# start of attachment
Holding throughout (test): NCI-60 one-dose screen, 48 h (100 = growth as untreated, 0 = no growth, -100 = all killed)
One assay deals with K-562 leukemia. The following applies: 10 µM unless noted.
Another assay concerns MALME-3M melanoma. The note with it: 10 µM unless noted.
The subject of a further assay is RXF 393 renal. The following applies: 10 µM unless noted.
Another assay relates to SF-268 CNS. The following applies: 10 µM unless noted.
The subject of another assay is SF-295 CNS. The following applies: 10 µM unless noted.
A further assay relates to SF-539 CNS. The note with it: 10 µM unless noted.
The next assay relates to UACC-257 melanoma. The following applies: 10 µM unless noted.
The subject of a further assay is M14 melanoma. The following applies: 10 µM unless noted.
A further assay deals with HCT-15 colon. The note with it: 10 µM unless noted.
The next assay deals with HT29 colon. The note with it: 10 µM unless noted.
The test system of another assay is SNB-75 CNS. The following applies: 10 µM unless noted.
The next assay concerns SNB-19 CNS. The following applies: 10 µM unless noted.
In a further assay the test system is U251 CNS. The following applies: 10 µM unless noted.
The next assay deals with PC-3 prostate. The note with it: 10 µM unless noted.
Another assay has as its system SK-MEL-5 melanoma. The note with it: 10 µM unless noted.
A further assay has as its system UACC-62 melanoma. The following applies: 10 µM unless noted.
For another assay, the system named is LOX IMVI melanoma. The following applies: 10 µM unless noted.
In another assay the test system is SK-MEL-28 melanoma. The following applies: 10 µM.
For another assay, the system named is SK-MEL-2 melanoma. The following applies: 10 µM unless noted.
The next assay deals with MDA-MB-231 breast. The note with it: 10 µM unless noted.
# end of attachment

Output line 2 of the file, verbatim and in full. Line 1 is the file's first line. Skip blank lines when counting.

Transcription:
One assay deals with K-562 leukemia. The following applies: 10 µM unless noted.